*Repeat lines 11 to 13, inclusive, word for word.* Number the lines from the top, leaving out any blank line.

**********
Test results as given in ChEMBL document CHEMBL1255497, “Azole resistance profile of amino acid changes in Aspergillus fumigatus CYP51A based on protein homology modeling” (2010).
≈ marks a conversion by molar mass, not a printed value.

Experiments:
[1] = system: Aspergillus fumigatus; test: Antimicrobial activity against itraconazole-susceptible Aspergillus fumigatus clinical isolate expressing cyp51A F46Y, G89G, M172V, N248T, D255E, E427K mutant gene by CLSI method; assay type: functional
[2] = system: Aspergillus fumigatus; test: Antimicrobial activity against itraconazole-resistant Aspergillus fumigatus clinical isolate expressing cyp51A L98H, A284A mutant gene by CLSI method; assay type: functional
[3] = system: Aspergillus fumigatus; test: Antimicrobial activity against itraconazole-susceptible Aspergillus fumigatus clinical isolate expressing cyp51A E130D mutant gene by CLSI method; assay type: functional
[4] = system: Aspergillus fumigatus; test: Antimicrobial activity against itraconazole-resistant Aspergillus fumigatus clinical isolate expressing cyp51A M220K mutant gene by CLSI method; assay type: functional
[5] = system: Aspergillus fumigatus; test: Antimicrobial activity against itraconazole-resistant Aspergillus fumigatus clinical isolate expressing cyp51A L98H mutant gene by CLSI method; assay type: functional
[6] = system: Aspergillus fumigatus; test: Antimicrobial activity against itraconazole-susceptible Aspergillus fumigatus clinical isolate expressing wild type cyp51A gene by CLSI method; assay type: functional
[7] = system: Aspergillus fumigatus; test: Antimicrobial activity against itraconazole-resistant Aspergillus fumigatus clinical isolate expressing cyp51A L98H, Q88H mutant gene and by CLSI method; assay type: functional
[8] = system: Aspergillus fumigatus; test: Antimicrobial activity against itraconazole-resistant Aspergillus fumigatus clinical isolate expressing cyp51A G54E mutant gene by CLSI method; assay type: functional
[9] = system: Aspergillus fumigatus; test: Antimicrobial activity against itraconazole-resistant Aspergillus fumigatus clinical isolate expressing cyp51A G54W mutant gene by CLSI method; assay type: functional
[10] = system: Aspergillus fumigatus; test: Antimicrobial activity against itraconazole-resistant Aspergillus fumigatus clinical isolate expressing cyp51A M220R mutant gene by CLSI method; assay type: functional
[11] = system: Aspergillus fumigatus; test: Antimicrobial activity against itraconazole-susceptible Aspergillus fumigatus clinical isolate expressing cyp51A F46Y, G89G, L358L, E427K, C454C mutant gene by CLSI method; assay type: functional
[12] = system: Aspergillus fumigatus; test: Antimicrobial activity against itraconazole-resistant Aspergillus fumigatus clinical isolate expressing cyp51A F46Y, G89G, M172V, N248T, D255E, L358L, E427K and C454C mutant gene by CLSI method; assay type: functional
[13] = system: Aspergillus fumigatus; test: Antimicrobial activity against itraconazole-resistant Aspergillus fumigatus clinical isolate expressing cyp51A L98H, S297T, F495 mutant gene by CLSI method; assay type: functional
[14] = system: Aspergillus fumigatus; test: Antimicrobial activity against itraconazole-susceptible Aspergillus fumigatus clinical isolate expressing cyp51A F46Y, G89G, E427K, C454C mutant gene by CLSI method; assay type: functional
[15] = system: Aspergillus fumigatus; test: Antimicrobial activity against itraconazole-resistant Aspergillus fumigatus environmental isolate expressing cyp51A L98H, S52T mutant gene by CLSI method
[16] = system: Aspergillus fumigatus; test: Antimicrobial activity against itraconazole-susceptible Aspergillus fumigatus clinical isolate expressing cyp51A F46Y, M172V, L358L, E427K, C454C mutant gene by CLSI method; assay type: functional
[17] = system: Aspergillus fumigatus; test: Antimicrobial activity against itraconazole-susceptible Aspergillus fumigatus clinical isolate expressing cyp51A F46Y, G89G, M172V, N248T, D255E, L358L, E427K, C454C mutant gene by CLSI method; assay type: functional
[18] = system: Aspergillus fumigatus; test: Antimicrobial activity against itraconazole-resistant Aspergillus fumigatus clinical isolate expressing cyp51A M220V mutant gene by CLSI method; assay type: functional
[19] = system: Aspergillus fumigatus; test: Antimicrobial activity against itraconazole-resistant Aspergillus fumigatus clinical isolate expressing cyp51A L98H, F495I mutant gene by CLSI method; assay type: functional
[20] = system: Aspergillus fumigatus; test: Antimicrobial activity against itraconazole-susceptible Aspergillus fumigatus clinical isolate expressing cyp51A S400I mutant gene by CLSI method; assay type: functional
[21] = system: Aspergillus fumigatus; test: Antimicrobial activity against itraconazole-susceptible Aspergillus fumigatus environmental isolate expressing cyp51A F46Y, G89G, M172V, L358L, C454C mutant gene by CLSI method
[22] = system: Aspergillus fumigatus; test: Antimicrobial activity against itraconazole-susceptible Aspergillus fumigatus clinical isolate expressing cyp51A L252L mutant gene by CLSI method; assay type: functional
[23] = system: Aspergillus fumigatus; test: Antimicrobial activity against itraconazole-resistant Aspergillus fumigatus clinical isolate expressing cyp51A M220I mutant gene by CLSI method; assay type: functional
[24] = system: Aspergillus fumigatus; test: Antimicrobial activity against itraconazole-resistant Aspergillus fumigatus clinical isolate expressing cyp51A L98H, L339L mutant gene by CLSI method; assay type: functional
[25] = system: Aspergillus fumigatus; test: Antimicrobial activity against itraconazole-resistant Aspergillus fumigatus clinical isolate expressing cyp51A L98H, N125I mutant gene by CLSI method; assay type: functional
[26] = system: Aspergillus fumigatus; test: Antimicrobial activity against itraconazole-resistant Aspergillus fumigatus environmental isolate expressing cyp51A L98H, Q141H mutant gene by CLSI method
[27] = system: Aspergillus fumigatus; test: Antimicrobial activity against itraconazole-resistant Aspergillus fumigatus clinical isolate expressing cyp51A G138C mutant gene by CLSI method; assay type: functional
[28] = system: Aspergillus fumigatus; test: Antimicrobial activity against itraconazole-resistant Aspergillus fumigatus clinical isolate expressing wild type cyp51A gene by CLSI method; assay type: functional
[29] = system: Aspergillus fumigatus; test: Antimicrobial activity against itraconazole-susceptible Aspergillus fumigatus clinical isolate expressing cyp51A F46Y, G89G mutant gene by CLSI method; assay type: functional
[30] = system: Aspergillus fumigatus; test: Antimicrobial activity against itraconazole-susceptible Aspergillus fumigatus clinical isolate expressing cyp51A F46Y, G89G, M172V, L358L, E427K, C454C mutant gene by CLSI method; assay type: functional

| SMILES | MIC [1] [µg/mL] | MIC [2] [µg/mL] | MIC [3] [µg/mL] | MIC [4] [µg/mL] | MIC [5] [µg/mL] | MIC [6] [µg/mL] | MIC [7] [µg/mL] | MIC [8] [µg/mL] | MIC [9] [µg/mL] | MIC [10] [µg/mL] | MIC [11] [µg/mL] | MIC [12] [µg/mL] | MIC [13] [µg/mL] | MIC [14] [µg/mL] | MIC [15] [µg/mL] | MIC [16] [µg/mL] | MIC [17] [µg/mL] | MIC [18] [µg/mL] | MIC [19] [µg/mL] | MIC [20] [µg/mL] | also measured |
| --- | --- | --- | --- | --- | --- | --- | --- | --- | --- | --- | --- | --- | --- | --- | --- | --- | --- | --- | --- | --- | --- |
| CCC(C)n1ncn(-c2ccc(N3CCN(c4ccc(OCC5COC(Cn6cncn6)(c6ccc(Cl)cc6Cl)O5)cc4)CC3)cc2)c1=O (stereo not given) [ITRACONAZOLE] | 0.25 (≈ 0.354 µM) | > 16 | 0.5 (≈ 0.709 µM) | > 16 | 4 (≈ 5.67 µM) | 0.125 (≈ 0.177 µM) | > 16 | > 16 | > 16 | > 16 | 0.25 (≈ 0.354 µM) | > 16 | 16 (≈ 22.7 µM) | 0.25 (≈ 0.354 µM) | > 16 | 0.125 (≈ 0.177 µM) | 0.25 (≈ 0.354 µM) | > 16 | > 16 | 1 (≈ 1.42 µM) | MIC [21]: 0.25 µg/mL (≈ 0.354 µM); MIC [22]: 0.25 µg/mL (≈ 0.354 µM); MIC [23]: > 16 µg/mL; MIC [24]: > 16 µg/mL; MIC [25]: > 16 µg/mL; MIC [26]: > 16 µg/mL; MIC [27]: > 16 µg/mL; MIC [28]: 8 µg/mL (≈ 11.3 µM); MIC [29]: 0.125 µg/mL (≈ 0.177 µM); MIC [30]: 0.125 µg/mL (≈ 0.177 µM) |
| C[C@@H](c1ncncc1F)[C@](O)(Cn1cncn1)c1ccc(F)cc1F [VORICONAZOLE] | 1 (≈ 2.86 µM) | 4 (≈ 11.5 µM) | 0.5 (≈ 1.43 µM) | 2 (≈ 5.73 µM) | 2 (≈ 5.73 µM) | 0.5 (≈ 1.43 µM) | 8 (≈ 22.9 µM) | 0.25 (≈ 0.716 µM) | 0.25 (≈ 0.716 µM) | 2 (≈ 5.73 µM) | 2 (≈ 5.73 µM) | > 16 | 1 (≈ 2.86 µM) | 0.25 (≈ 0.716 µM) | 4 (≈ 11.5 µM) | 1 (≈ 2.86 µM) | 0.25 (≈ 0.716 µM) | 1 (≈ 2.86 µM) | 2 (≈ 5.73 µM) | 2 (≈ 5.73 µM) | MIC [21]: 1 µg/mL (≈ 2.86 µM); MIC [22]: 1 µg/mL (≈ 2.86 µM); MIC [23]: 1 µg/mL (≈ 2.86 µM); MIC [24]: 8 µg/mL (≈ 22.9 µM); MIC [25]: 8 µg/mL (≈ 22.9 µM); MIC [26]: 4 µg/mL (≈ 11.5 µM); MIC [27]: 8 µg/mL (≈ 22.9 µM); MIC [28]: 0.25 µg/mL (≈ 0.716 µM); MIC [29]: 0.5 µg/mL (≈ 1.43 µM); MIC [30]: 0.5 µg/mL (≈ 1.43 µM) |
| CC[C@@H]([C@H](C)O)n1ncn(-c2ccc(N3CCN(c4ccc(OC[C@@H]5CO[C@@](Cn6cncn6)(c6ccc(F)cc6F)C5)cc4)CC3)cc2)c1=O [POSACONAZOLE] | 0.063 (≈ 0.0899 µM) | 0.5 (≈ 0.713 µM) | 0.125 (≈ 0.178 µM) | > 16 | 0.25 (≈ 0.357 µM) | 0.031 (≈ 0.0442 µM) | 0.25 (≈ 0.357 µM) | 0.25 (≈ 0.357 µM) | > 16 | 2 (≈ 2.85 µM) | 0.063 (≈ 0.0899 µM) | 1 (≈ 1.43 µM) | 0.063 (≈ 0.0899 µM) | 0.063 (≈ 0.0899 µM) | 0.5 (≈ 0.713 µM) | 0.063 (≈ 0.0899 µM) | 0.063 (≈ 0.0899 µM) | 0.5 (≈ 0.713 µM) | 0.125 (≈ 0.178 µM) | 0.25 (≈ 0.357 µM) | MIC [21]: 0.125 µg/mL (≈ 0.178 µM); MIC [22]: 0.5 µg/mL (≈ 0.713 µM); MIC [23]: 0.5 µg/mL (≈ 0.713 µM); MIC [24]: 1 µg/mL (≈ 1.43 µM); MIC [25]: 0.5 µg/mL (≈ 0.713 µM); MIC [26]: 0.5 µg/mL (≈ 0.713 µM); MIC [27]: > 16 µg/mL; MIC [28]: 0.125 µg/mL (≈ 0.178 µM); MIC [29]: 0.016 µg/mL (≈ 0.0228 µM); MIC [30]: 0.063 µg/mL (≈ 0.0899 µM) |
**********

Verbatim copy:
[8] = system: Aspergillus fumigatus; test: Antimicrobial activity against itraconazole-resistant Aspergillus fumigatus clinical isolate expressing cyp51A G54E mutant gene by CLSI method; assay type: functional
[9] = system: Aspergillus fumigatus; test: Antimicrobial activity against itraconazole-resistant Aspergillus fumigatus clinical isolate expressing cyp51A G54W mutant gene by CLSI method; assay type: functional
[10] = system: Aspergillus fumigatus; test: Antimicrobial activity against itraconazole-resistant Aspergillus fumigatus clinical isolate expressing cyp51A M220R mutant gene by CLSI method; assay type: functional